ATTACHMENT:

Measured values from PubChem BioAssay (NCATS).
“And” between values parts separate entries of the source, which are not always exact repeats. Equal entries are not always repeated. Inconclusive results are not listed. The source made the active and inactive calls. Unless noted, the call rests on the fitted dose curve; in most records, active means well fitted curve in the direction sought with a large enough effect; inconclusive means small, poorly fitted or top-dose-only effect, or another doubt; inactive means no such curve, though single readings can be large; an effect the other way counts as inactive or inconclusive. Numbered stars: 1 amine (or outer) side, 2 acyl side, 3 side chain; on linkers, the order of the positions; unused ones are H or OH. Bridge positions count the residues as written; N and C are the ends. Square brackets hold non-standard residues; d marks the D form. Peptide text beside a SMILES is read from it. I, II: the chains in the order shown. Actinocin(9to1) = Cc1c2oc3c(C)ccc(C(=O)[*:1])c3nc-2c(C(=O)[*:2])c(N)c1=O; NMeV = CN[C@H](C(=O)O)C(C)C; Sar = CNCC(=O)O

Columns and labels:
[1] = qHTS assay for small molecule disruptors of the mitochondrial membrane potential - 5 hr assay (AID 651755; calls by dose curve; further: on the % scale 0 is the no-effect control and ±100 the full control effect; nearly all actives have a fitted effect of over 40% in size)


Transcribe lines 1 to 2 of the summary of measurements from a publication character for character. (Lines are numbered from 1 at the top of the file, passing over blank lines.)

Measured values from PubChem BioAssay (NCATS).
“And” between values parts separate entries of the source, which are not always exact repeats. Equal entries are not always repeated. Inconclusive results are not listed. The source made the active and inactive calls. Unless noted, the call rests on the fitted dose curve; in most records, active means well fitted curve in the direction sought with a large enough effect; inconclusive means small, poorly fitted or top-dose-only effect, or another doubt; inactive means no such curve, though single readings can be large; an effect the other way counts as inactive or inconclusive. Numbered stars: 1 amine (or outer) side, 2 acyl side, 3 side chain; on linkers, the order of the positions; unused ones are H or OH. Bridge positions count the residues as written; N and C are the ends. Square brackets hold non-standard residues; d marks the D form. Peptide text beside a SMILES is read from it. I, II: the chains in the order shown. Actinocin(9to1) = Cc1c2oc3c(C)ccc(C(=O)[*:1])c3nc-2c(C(=O)[*:2])c(N)c1=O; NMeV = CN[C@H](C(=O)O)C(C)C; Sar = CNCC(=O)O